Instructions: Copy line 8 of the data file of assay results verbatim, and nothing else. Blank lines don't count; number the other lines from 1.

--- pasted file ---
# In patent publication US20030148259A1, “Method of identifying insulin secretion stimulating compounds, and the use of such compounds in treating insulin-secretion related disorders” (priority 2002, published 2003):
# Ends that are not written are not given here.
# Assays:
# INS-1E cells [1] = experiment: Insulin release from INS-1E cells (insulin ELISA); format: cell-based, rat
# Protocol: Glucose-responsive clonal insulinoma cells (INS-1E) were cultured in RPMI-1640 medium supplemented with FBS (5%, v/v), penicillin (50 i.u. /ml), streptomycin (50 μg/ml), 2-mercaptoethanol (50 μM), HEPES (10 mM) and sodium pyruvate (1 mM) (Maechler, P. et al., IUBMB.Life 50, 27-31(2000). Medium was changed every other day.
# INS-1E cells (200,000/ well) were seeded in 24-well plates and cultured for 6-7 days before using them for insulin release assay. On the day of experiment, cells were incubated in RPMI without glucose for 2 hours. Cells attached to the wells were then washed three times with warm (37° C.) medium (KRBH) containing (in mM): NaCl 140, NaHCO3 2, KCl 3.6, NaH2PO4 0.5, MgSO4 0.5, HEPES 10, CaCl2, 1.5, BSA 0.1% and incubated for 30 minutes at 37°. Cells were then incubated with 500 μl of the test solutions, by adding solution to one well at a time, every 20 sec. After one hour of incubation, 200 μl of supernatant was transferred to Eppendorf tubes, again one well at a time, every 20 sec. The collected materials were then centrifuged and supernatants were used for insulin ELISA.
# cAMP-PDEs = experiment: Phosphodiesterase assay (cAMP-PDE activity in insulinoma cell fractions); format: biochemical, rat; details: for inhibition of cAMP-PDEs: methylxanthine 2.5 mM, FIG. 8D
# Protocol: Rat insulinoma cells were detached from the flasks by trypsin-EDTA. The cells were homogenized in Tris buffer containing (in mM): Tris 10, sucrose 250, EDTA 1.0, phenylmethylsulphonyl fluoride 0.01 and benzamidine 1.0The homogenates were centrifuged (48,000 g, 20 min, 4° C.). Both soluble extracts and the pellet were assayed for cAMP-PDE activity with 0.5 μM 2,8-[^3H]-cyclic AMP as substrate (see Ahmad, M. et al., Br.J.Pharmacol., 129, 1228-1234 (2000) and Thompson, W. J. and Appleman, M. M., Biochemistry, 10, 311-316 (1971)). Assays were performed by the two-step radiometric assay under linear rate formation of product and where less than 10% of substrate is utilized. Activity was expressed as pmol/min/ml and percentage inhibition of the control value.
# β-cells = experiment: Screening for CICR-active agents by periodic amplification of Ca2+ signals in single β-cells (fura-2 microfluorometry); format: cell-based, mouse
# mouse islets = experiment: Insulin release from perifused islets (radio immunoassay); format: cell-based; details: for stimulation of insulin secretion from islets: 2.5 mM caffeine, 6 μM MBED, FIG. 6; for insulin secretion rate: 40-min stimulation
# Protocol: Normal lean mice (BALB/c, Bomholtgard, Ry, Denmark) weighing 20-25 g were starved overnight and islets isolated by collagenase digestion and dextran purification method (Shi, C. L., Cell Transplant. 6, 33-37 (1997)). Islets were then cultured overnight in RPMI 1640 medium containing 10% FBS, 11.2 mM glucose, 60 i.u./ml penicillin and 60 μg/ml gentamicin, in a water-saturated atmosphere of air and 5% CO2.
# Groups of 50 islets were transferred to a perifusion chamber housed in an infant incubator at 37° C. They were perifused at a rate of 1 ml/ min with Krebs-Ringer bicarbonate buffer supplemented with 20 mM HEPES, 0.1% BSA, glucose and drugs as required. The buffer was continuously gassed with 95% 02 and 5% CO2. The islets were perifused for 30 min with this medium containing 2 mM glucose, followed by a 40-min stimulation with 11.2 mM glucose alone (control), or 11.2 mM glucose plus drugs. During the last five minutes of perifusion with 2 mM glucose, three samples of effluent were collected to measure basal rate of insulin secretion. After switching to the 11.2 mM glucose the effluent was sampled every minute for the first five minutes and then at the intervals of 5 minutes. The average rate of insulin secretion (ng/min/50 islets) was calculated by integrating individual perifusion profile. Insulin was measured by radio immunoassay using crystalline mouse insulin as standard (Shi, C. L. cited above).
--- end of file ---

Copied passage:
# Protocol: Rat insulinoma cells were detached from the flasks by trypsin-EDTA. The cells were homogenized in Tris buffer containing (in mM): Tris 10, sucrose 250, EDTA 1.0, phenylmethylsulphonyl fluoride 0.01 and benzamidine 1.0The homogenates were centrifuged (48,000 g, 20 min, 4° C.). Both soluble extracts and the pellet were assayed for cAMP-PDE activity with 0.5 μM 2,8-[^3H]-cyclic AMP as substrate (see Ahmad, M. et al., Br.J.Pharmacol., 129, 1228-1234 (2000) and Thompson, W. J. and Appleman, M. M., Biochemistry, 10, 311-316 (1971)). Assays were performed by the two-step radiometric assay under linear rate formation of product and where less than 10% of substrate is utilized. Activity was expressed as pmol/min/ml and percentage inhibition of the control value.